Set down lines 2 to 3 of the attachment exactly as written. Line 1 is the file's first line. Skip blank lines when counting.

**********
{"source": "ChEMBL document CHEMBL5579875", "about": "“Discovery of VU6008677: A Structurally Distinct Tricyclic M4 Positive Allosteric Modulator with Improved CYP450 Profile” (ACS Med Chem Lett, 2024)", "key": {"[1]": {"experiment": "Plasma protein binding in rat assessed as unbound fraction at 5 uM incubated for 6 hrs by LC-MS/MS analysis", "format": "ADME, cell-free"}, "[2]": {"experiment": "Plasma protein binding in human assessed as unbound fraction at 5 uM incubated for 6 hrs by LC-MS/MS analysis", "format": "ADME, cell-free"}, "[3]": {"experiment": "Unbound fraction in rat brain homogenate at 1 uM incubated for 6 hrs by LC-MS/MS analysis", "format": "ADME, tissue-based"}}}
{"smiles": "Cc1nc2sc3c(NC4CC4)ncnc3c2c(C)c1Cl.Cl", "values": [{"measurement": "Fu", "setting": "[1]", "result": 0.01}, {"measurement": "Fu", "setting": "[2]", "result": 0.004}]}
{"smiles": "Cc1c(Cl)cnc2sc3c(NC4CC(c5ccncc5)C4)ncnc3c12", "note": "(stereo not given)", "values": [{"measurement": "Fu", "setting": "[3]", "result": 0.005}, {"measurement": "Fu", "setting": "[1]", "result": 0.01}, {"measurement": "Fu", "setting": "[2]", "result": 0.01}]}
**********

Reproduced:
{"smiles": "Cc1nc2sc3c(NC4CC4)ncnc3c2c(C)c1Cl.Cl", "values": [{"measurement": "Fu", "setting": "[1]", "result": 0.01}, {"measurement": "Fu", "setting": "[2]", "result": 0.004}]}
{"smiles": "Cc1c(Cl)cnc2sc3c(NC4CC(c5ccncc5)C4)ncnc3c12", "note": "(stereo not given)", "values": [{"measurement": "Fu", "setting": "[3]", "result": 0.005}, {"measurement": "Fu", "setting": "[1]", "result": 0.01}, {"measurement": "Fu", "setting": "[2]", "result": 0.01}]}